Muslim Democrats give Biden ultimatum: Israel ceasefire by 5 or battleground states turn 'red'
"We will mobilize increased voter turnout to make our voices heard," the council wrote.
The National Muslim Democratic Council, a nationwide group of Democratic leaders and activists, threatened President Joe Biden that if he does not force Israel to reach a ceasefire with Hamas, a U.S. State Department-designated foreign terrorist organization, by 5 p.m. ET on Tuesday, they will work to mobilize against him in the 2024 presidential election.
"It has become evident that our voices are being ignored, but our votes will not be. Simply put, as Gaza turns red, so could crucial battleground states," the council said in a letter Monday to the White House and Democratic Party.
"Your administration's unconditional support, encompassing funding and armaments, has played a significant role in perpetuating the violence that is causing civilian casualties and has eroded trust in voters who previously put their faith in you," the group also wrote.
"We will mobilize increased voter turnout to make our voices heard," the council also wrote. It added that Michigan, a swing state with a large Muslim population that went for former President Donald Trump in 2016, went for Biden by 2.6% in 2020.
"We emphasize the significance of Michigan, Ohio, Iowa, Florida, Arizona,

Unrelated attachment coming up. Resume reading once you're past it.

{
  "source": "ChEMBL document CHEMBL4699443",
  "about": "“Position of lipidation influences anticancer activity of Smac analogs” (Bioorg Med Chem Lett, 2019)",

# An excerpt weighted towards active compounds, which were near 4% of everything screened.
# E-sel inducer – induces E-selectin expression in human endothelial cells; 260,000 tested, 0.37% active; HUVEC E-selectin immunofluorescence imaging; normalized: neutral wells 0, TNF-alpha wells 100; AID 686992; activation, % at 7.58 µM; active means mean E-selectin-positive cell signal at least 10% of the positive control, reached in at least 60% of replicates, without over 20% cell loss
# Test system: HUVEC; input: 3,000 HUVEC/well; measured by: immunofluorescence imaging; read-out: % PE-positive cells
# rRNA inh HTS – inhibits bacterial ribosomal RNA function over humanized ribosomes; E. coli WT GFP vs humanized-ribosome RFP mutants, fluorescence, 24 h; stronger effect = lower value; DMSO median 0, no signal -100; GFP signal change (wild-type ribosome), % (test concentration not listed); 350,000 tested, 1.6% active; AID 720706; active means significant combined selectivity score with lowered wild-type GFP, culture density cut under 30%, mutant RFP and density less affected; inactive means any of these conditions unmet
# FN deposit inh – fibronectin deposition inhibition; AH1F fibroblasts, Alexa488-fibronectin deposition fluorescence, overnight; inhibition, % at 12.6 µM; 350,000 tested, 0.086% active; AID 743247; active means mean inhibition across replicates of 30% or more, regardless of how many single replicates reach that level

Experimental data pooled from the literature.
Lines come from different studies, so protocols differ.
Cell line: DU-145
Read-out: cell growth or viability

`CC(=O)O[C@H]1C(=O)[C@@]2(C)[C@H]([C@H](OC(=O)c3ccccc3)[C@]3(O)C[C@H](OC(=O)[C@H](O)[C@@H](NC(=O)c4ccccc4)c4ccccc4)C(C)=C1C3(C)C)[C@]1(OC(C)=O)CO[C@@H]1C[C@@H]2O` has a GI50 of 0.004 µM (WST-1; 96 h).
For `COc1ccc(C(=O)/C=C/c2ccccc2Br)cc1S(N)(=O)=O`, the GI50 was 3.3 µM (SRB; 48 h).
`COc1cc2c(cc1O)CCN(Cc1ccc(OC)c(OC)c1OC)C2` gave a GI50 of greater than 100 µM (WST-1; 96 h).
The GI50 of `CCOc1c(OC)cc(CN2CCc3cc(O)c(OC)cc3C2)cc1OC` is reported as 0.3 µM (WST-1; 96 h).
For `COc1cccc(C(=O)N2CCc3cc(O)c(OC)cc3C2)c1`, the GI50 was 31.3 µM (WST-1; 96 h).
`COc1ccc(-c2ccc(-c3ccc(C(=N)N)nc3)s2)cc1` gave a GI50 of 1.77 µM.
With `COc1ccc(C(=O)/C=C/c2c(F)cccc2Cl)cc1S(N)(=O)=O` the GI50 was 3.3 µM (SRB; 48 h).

Nevada, Georgia, New Jersey, Pennsylvania, and Tennessee, where many of our voters reside," the group also said.
More than 4.4 million Muslims live in the U.S., making up 1.3% of the population, according to the 2020 U.S. Religion Census conducted by the Association of Statisticians of American Religious Bodies.
The council's letter only refers to Israel one time, stating: "We pledge to mobilize Muslim, Arab, and allied voters to withhold endorsement, support, or votes for any candidate who did not advocate for a ceasefire and endorse the Israeli offensive against the Palestinian people."
The letter does not mention Hamas, which governs the Gaza Strip, nor how the latest battle began when Hamas terrorists invaded Israel on Oct. 7, killing more than 1,400 people, including at least 31 U.S. citizens, and taking more than 200 people hostage.
It is highly unlikely a ceasefire will occur any time soon. On Monday, Israeli Prime Minister Benjamin Netanyahu said: "Calls for a ceasefire are calls for Israel to surrender to Hamas, to surrender to terrorism, to surrender to barbarism. That will not happen."